From the code, we can see that the payment information is stolen by the attackers, and then the data is sent to the C2 server (https://informaer[.]net/js/info_jquery.js) via a POST request. The related function is shown below.
In this case, its C2 server URL is encoded in hexadecimal form.
By converting the hex strings into the decoded characters, we can find its C2 server pointing to “https://onlinestatus[.]site/js/status.js“.
Other than the samples we’ve presented above, highly obfuscated malicious codes were also observed in family7. Though these samples have different code, the logic and main code flow are similar or even identical. Intruders seem to deploy different code in different compromised websites, which makes it less likely to be detected by IPS signatures with one single pattern.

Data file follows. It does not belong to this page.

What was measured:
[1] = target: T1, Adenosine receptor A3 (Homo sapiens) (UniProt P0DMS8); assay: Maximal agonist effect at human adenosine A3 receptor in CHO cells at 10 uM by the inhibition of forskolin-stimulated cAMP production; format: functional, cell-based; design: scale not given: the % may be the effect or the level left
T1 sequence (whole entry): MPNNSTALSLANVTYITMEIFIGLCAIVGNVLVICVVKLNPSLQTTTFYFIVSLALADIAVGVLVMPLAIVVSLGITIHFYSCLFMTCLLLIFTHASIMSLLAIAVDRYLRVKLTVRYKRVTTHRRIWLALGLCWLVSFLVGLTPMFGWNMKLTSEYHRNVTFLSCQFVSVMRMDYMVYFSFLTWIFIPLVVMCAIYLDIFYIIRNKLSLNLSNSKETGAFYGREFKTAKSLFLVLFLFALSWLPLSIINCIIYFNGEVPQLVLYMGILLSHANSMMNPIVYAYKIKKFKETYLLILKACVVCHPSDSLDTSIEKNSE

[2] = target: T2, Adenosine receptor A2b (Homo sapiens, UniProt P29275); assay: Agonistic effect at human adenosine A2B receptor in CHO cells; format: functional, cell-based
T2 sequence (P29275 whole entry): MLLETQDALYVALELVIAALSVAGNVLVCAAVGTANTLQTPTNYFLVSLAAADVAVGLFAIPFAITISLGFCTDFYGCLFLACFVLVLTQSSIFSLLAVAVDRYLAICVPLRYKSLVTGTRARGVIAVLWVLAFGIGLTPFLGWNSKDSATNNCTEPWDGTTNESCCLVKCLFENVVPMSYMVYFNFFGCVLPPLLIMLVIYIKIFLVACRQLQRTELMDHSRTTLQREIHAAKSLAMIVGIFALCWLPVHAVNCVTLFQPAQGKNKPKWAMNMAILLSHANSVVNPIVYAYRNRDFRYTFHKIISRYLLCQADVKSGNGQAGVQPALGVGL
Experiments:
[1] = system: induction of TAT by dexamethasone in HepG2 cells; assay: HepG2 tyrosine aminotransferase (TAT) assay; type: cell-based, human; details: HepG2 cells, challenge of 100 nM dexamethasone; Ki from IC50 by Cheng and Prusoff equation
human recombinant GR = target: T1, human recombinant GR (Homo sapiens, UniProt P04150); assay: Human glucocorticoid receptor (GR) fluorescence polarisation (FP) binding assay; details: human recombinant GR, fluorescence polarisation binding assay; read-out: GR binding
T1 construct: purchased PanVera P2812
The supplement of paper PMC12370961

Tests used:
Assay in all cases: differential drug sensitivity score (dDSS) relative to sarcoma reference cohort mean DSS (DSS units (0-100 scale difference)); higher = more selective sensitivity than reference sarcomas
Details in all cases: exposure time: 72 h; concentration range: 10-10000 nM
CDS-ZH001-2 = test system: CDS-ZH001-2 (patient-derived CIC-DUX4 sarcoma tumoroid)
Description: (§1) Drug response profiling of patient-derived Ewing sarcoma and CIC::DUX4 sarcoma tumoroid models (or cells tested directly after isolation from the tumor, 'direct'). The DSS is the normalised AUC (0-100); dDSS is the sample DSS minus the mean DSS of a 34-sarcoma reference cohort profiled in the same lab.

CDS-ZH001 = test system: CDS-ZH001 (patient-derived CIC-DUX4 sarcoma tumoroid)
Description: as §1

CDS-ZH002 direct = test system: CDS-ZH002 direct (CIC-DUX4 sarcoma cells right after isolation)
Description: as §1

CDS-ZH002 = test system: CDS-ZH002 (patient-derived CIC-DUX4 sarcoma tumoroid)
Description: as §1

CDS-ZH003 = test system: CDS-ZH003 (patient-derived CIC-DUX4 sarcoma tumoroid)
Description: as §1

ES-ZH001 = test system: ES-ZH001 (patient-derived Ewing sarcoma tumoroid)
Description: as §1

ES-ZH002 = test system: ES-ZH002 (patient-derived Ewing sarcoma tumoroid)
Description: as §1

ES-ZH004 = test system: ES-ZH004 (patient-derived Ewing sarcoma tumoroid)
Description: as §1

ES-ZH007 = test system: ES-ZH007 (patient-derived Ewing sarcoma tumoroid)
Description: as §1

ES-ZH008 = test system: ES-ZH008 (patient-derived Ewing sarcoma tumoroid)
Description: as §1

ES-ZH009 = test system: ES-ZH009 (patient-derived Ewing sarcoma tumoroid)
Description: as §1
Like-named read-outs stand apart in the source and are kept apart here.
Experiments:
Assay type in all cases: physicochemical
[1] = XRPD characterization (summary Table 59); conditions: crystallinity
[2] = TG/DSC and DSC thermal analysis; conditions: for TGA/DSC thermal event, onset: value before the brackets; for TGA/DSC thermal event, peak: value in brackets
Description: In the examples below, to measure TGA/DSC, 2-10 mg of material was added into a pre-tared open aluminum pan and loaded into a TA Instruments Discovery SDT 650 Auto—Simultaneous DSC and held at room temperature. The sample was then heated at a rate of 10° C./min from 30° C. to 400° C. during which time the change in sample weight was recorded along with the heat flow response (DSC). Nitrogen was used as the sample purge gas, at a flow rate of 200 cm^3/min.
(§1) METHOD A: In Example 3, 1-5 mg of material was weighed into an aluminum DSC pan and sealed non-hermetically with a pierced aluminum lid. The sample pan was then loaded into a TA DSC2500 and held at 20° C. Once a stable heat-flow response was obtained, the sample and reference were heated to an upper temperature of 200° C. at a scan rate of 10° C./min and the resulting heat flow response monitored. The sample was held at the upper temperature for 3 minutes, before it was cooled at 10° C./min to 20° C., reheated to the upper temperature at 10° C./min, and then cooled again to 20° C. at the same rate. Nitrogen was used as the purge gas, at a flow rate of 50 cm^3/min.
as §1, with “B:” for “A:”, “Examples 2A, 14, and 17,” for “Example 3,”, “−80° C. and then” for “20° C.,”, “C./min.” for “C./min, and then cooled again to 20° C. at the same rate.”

Figure 4 shows all the extracted C2 servers and the usage statistics from family7.
From Figure 4, we can see that eight domains are used in 93% of web skimmer samples from family7, which shows that the skimmer malware campaign operates many C2 servers. When the C2 server is blocked or detected, the attackers can easily replace the C2 server with a new domain name.
We also determined that some C2 servers are used in more than one family, providing us with strong evidence that these families could be maintained or operated by the same campaign. For example, “https://cloudservice[.]tw/lib/jquery.php” seen in the second sample above, also appears in another family (labelled as “other” in Figure 3):